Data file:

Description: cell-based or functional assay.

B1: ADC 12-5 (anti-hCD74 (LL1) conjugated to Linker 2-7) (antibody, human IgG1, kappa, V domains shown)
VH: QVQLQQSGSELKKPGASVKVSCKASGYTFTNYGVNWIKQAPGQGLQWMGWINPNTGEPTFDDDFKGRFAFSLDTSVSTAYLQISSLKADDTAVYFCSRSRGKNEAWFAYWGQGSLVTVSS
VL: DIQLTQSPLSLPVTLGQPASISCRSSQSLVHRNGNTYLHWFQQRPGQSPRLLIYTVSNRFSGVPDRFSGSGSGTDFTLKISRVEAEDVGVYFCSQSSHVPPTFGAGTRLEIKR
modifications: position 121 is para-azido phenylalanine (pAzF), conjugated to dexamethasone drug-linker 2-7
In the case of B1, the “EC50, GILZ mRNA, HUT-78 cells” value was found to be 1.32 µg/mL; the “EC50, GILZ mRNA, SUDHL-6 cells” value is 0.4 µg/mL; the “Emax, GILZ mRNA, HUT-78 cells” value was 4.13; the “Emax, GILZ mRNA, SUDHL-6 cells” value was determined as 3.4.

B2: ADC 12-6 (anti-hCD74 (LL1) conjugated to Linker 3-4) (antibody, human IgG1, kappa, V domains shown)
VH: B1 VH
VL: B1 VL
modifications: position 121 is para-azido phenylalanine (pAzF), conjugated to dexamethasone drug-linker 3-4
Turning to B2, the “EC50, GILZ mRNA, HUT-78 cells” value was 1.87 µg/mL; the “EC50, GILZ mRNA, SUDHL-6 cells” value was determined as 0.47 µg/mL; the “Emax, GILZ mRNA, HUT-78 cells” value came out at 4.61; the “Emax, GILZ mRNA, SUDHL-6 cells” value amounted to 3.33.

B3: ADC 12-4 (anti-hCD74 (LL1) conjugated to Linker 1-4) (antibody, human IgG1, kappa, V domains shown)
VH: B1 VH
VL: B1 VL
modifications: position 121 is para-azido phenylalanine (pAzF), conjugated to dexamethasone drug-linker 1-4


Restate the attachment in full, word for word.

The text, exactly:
Description: cell-based or functional assay.

B1: ADC 12-5 (anti-hCD74 (LL1) conjugated to Linker 2-7) (antibody, human IgG1, kappa, V domains shown)
VH: QVQLQQSGSELKKPGASVKVSCKASGYTFTNYGVNWIKQAPGQGLQWMGWINPNTGEPTFDDDFKGRFAFSLDTSVSTAYLQISSLKADDTAVYFCSRSRGKNEAWFAYWGQGSLVTVSS
VL: DIQLTQSPLSLPVTLGQPASISCRSSQSLVHRNGNTYLHWFQQRPGQSPRLLIYTVSNRFSGVPDRFSGSGSGTDFTLKISRVEAEDVGVYFCSQSSHVPPTFGAGTRLEIKR
modifications: position 121 is para-azido phenylalanine (pAzF), conjugated to dexamethasone drug-linker 2-7
In the case of B1, the “EC50, GILZ mRNA, HUT-78 cells” value was found to be 1.32 µg/mL; the “EC50, GILZ mRNA, SUDHL-6 cells” value is 0.4 µg/mL; the “Emax, GILZ mRNA, HUT-78 cells” value was 4.13; the “Emax, GILZ mRNA, SUDHL-6 cells” value was determined as 3.4.

B2: ADC 12-6 (anti-hCD74 (LL1) conjugated to Linker 3-4) (antibody, human IgG1, kappa, V domains shown)
VH: B1 VH
VL: B1 VL
modifications: position 121 is para-azido phenylalanine (pAzF), conjugated to dexamethasone drug-linker 3-4
Turning to B2, the “EC50, GILZ mRNA, HUT-78 cells” value was 1.87 µg/mL; the “EC50, GILZ mRNA, SUDHL-6 cells” value was determined as 0.47 µg/mL; the “Emax, GILZ mRNA, HUT-78 cells” value came out at 4.61; the “Emax, GILZ mRNA, SUDHL-6 cells” value amounted to 3.33.

B3: ADC 12-4 (anti-hCD74 (LL1) conjugated to Linker 1-4) (antibody, human IgG1, kappa, V domains shown)
VH: B1 VH
VL: B1 VL
modifications: position 121 is para-azido phenylalanine (pAzF), conjugated to dexamethasone drug-linker 1-4